“He’s a real vocal coach and he wants you to do it exactly the way he wants you to do it, and there’s no other way about it,” Everett said. “If you’re not going to do it his way, you’re not going to play, so you have to adjust to that and you have to go out there and do it his way.”

If Joseph has it his way, there will be more answers than questions at safety come August. Fortunately for the Aggies, three weeks remain in spring practice to find some.
The drives home from college were rather lengthy for Shane Huhn. So he opted for a change of scenery to be closer to his family.

The UTEP safety indicated on Thursday that he is transferring to Texas A&M and will walk on to the team when he enrolls this summer. The 5-foot-11, 200-pound Huhn said location played a role in his decision.

"I wanted to be closer to home," Huhn said. "I want to spend off weekends and go hang out with [my brother] Erik. It'll be great, because it's only an hour and a half away. El Paso is eight hours away, so I wasn't able to see him as much as I wanted to. It's a good change. It's closer to home and everything's better now."

His brother, class of 2013 safety Erik Huhn (Cibolo, Texas/Steele), signed a letter of intent with Texas in February and will join the Longhorns this summer.

Shane, also a product of Cibolo Steele High, will have to sit out the 2013 season at Texas A&M per NCAA transfer rules. He'll be eligible to compete in games in the 2014 season and will have two years of eligibility remaining.

Huhn played in all 12 UTEP games last fall and started the final eight of the season at strong safety. He finished with 49 tackles (sixth on the team), two interceptions, four pass breakups, two forced fumbles, a fumble recovery and a blocked kick.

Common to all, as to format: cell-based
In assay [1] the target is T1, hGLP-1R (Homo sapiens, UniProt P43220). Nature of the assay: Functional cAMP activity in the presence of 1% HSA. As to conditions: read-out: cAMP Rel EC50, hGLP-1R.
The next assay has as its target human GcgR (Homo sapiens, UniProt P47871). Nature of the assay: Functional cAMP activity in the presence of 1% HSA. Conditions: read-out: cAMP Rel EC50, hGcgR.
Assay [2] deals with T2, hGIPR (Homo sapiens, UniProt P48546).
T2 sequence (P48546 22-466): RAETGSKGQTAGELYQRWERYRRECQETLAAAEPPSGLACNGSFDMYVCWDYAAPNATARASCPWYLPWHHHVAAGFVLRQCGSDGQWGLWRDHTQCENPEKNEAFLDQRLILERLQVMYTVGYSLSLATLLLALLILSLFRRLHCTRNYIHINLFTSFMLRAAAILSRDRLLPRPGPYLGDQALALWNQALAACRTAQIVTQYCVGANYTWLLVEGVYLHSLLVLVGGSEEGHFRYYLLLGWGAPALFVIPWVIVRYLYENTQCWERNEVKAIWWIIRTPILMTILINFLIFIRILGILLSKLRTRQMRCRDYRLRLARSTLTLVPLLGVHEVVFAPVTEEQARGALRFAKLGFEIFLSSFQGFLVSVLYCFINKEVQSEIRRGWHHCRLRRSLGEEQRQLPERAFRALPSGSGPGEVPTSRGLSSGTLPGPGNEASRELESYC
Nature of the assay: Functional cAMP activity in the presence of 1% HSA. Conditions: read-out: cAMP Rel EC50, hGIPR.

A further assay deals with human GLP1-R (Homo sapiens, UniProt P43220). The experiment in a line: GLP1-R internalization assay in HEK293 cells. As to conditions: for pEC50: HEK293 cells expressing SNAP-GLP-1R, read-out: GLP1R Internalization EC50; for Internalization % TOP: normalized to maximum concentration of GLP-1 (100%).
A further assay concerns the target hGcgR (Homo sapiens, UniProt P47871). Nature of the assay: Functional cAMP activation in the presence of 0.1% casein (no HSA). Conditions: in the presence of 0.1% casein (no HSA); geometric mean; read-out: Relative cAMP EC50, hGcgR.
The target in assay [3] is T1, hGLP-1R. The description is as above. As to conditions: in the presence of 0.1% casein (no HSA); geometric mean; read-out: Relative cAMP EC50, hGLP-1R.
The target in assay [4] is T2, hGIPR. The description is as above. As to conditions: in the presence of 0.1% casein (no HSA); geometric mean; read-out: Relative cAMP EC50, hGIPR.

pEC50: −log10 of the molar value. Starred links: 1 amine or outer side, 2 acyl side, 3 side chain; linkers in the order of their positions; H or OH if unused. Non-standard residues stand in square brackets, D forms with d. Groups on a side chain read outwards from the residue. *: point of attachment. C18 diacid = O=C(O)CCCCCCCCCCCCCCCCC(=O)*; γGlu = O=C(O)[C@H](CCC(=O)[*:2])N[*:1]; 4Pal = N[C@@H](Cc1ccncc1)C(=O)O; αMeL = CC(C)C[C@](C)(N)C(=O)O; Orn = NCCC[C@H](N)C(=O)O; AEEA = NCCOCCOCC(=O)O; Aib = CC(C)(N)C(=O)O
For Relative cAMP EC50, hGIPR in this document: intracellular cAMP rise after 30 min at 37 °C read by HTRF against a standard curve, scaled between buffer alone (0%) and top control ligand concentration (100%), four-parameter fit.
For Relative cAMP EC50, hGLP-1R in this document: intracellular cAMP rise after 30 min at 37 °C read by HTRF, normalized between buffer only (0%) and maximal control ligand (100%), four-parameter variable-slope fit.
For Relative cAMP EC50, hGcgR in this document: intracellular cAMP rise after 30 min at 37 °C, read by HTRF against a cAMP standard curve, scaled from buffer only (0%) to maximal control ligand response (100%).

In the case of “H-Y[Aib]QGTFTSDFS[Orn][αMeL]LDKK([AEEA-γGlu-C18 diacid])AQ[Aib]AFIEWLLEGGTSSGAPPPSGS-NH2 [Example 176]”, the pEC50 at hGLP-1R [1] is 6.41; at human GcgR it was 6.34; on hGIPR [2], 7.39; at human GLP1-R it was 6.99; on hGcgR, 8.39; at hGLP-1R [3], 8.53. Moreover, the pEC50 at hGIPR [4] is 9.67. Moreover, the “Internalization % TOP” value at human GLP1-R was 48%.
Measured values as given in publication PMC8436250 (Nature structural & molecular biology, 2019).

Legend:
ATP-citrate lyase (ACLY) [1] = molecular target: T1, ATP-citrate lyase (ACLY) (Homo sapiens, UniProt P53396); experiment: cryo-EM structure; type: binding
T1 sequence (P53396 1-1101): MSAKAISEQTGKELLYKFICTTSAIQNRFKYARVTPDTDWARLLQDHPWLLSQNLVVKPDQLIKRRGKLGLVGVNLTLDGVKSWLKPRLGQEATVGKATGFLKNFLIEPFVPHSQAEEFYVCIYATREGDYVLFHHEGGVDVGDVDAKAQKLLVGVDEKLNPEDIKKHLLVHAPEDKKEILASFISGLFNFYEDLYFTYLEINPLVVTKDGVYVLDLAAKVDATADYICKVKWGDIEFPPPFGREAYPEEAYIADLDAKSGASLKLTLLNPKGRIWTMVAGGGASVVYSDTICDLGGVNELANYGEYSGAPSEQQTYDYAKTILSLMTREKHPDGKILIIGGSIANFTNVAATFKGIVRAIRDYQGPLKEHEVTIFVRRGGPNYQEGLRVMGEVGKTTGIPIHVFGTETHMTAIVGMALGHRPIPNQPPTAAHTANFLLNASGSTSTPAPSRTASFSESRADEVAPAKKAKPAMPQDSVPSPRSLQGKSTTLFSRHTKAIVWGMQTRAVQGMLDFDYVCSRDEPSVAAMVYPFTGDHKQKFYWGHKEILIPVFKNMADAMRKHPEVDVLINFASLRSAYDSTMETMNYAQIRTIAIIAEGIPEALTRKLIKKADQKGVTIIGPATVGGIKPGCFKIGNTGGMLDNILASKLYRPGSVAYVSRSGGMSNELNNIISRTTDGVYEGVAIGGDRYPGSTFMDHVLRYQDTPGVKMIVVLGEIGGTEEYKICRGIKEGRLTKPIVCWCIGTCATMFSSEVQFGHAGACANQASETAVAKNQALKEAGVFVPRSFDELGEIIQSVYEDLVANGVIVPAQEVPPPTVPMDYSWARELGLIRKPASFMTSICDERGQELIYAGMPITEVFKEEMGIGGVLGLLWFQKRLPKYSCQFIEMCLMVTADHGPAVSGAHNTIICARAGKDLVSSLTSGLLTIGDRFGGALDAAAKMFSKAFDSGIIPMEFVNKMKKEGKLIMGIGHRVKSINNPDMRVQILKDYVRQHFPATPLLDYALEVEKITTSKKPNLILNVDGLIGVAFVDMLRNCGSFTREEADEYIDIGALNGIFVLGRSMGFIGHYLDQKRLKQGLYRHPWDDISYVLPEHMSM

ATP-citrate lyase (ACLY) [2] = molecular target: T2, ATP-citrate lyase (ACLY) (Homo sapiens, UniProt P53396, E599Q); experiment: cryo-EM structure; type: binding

He said he left the Miners on good terms.

"I left on a good note," Huhn said. "I just told them that it had nothing to do with the coaching staff ... it has nothing to do with the football team, I just think it's time for me to have a little change in scenery. They were cool with it, they understood. There were no hard feelings."

Huhn does know a current A&M coach -- special teams coordinator and tight ends coach Jeff Banks was an assistant at UTEP last season.

"I gave him a call to find out what his thoughts were about A&M," Huhn said. "He just told me that it's a great school. It's a great education for starters. I think everyone knows that. He said it's a great opportunity to play football there, with them joining the SEC and everything that's happened with them. He said 'If you want to come here, it's a great opportunity and I think you'll enjoy it a lot.' I took that to heart and thought about it and the possibilities."

"It's a great place to play," Huhn said. "High level competition in the SEC and a great football atmosphere so I'm excited to be a part of it."